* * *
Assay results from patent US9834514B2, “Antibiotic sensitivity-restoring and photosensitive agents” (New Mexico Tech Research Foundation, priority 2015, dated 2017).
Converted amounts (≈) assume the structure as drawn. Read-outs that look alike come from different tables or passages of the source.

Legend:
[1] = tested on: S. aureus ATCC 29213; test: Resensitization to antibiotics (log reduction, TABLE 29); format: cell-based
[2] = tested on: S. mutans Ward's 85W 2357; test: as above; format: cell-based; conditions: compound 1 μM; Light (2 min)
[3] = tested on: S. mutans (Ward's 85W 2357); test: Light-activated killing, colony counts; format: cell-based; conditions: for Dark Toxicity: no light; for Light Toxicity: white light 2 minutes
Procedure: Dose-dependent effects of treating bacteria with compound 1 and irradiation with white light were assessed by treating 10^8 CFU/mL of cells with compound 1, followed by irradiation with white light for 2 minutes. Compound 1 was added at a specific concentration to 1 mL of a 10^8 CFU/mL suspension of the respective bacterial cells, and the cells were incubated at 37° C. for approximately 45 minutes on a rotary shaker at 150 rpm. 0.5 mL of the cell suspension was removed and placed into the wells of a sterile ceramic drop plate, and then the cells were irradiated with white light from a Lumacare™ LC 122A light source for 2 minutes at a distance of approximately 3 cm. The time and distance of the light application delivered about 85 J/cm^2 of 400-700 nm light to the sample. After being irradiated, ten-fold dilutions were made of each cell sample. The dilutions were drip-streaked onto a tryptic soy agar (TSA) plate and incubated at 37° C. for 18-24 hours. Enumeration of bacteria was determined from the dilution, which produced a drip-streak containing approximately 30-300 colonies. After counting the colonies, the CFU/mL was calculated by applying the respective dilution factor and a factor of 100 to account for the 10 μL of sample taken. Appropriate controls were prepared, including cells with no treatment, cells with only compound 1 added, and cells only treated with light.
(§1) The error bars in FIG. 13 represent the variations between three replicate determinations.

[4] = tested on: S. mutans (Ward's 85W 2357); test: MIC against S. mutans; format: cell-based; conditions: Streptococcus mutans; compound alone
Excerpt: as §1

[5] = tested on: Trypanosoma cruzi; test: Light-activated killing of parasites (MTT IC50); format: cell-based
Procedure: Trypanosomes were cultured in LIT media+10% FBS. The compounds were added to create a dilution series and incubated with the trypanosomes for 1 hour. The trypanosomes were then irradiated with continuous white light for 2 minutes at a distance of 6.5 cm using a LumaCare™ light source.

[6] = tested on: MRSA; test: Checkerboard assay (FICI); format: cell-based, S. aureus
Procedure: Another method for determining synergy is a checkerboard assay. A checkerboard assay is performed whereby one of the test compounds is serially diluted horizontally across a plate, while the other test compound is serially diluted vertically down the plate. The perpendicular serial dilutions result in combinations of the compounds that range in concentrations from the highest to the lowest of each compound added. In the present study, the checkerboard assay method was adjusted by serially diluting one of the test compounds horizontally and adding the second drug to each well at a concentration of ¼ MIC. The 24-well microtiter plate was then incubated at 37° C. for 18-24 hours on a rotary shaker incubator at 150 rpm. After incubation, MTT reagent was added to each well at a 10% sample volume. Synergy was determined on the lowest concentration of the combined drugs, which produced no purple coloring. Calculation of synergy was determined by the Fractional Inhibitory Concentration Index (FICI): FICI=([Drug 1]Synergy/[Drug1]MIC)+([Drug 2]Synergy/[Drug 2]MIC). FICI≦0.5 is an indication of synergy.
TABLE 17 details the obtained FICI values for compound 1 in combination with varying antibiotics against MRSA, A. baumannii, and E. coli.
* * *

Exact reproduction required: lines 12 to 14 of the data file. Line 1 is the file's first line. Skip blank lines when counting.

Procedure: Trypanosomes were cultured in LIT media+10% FBS. The compounds were added to create a dilution series and incubated with the trypanosomes for 1 hour. The trypanosomes were then irradiated with continuous white light for 2 minutes at a distance of 6.5 cm using a LumaCare™ light source.

[6] = tested on: MRSA; test: Checkerboard assay (FICI); format: cell-based, S. aureus
Procedure: Another method for determining synergy is a checkerboard assay. A checkerboard assay is performed whereby one of the test compounds is serially diluted horizontally across a plate, while the other test compound is serially diluted vertically down the plate. The perpendicular serial dilutions result in combinations of the compounds that range in concentrations from the highest to the lowest of each compound added. In the present study, the checkerboard assay method was adjusted by serially diluting one of the test compounds horizontally and adding the second drug to each well at a concentration of ¼ MIC. The 24-well microtiter plate was then incubated at 37° C. for 18-24 hours on a rotary shaker incubator at 150 rpm. After incubation, MTT reagent was added to each well at a 10% sample volume. Synergy was determined on the lowest concentration of the combined drugs, which produced no purple coloring. Calculation of synergy was determined by the Fractional Inhibitory Concentration Index (FICI): FICI=([Drug 1]Synergy/[Drug1]MIC)+([Drug 2]Synergy/[Drug 2]MIC). FICI≦0.5 is an indication of synergy.